Cancer cells resist inhibitory signals that might otherwise stop their growth. The major pathways involved are Autophagy and Death Receptor Signaling (Apoptosis), both of which can ultimately lead to cell death, and reduction in tumor growth.
Autophagy is a dynamic cellular recycling system that results in the degradation of cytoplasmic contents, abnormal protein aggregates, and excess or damaged organelles so that the building blocks (e.g., amino acids) can be used to create new cellular components. Therefore, autophagy is a survival-promoting process. Cancers can upregulate autophagy to survive microenvironmental stress and to increase growth and aggressiveness. The autophagy process involves the formation of an autophagosome, which then fuses with lysosomes to form an autophagolysosome. The process is regulated by mTOR/AMPK/PI3K/MAPK pathways.
Proteins of Interest:
Atg16L1 plays a key role in helping to form a huge complex that then is needed to form the autophagosomes, the structures that deliver cytoplasmic components to the lysosomes
Sequestosome 1 (SQSTM1, p62) is a ubiquitin binding protein that interacts with ubiquitin and provides a scaffold for several signaling proteins. It triggers degradation of proteins through the proteasome or lysosome
Autophagy marker Light Chain 3 (LC3) becomes associated with autophagic vesicles. The presence of LC3 in autophagosomes and the conversion of LC3 to LC3-II have been used as indicators of autophagy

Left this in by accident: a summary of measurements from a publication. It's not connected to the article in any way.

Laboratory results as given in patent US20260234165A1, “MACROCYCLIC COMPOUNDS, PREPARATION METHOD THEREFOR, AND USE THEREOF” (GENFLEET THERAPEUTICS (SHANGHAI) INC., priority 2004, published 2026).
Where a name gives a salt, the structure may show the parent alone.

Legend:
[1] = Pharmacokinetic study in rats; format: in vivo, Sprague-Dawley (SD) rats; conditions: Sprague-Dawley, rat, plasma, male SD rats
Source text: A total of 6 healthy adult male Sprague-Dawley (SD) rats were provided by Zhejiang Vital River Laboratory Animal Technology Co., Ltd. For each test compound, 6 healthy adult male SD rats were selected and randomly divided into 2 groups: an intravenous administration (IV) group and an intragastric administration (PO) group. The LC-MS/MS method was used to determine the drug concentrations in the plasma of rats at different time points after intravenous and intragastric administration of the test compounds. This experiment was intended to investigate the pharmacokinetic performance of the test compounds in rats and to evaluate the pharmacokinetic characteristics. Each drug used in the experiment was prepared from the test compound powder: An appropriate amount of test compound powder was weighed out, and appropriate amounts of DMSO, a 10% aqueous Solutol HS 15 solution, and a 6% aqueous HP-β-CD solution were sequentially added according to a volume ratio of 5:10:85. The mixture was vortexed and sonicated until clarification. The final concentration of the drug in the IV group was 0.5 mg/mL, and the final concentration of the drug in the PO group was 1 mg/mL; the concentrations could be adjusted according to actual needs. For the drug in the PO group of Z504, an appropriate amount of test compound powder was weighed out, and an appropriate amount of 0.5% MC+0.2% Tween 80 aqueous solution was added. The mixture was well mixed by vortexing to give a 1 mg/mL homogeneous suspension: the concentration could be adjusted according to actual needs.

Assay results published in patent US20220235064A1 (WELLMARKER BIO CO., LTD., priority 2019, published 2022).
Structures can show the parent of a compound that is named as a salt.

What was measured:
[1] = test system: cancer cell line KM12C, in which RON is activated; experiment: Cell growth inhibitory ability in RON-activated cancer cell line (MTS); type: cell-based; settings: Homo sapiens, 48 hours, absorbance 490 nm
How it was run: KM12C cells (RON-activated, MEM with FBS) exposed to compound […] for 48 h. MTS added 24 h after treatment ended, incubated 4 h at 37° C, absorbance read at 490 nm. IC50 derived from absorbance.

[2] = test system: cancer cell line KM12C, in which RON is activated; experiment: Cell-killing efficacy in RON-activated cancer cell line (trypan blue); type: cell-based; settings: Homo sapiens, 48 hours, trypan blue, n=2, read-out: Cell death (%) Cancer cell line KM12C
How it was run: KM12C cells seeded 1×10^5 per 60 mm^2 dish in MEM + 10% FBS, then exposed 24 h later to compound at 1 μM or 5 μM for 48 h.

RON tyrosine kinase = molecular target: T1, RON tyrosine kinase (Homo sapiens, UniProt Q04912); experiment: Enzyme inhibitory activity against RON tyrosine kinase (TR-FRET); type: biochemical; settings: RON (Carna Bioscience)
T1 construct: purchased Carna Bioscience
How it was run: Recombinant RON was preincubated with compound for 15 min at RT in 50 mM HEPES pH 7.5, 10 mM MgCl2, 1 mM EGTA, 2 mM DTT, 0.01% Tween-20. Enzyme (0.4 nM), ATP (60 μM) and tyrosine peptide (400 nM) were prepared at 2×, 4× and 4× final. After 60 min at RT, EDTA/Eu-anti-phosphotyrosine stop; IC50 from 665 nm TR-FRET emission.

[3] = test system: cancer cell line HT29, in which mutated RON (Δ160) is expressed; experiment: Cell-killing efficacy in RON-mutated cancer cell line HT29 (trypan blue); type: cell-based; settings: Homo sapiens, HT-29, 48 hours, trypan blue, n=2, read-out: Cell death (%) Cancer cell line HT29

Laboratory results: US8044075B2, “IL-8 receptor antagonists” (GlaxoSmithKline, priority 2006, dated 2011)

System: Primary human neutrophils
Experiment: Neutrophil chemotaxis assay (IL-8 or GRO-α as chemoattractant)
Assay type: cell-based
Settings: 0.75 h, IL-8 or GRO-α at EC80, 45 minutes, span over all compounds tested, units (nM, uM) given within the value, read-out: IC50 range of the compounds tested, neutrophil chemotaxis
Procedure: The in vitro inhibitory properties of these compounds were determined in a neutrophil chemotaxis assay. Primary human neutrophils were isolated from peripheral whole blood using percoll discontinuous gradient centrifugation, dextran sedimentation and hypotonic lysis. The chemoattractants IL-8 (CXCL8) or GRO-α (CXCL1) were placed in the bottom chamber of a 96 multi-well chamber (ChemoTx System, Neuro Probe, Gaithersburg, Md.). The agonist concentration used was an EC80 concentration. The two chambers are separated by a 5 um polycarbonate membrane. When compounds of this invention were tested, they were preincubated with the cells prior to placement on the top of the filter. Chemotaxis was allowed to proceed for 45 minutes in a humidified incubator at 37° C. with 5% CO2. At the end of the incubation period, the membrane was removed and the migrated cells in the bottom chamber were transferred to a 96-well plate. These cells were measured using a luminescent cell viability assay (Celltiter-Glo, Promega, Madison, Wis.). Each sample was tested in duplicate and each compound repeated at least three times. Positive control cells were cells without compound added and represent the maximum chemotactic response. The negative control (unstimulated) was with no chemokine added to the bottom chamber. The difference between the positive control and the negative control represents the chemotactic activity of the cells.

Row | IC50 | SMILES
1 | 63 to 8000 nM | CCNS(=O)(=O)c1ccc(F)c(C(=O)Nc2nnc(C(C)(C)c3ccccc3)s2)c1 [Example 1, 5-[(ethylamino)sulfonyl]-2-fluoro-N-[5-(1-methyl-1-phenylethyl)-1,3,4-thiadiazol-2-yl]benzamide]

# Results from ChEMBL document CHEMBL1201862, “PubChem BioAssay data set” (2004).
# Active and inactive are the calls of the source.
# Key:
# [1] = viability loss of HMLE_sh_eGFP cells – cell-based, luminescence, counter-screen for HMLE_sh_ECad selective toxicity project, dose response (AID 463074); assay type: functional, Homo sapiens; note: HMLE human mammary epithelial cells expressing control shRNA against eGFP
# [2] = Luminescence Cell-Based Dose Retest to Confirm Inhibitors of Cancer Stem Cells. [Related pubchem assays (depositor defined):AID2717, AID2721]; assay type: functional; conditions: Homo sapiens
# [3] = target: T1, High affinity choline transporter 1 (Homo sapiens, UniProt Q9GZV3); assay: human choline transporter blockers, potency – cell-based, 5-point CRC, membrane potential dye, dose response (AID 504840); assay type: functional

Atg1/ULK1 can act as a convergence point for multiple signals that control autophagy
Apoptosis (programmed cell death) can be induced through the activation of death receptors.
Proteins of Interest:
Caspase-8: Apoptosis is induced through several receptors which activate caspase-8 and lead to the release of the caspase-8 active fragments, which then cleave and activate downstream caspases.
RIP kinases are important regulators of cellular stress that trigger pro-survival and inflammatory responses through the activation of NF-κB, as well as pro-apoptotic pathways
Bcl-2 exerts a survival function in response to a wide range of apoptotic stimuli through inhibition of mitochondrial cytochrome c release
Learn more about the pathways and proteins involved in Evading Growth Suppressors
The Hallmarks of Cancer are seminal manuscripts by Doctors Robert Weinberg and Douglas Hanahan and were published in Cell1. The authors proposed the idea that the complexity of cancer can be broken down into smaller subsets of underlying principles. The information here pertains to one Hallmark of Cancer, known as "Evading Growth Suppressors." Other entries in this series explore the other proposed Hallmarks.
1) Hanahan D, Weinberg RA (January 2000). "The Hallmarks of Cancer". Cell. 100 (1): 57–70. doi:10.1016/S0092-8674(00)81683-9
2) Hanahan D, Weinberg RA (March 2011). "Hallmarks of Cancer: the next generation". Cell. 144 (5):646-74. doi: 10.1016/j.cell.2011.02.013.